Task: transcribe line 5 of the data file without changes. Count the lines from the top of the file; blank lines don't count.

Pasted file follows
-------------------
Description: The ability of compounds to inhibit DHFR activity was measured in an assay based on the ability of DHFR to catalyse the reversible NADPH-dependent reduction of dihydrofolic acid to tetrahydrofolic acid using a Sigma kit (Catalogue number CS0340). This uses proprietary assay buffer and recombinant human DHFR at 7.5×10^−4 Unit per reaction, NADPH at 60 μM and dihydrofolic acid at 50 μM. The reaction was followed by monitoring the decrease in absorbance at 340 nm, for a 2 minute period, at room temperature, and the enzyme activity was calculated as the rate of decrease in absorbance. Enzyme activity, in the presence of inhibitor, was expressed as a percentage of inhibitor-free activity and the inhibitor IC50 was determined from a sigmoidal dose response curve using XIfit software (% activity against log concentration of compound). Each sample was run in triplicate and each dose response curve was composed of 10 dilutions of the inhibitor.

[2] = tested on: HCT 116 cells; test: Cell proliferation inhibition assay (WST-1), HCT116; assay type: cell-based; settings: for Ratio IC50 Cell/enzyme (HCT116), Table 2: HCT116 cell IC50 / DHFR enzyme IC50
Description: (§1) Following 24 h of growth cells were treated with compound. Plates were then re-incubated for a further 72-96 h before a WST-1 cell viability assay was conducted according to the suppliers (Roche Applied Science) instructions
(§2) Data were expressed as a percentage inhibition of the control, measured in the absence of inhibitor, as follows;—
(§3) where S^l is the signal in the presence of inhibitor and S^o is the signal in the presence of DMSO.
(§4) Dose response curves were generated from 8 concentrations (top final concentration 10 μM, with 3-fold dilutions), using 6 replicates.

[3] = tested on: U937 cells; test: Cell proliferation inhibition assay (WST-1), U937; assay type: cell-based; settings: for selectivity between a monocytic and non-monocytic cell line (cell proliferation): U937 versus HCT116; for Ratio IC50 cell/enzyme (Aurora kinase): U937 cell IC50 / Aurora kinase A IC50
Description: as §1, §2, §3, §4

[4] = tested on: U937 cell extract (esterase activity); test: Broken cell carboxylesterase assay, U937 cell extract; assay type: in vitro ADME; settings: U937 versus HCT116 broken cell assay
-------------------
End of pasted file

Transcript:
(§3) where S^l is the signal in the presence of inhibitor and S^o is the signal in the presence of DMSO.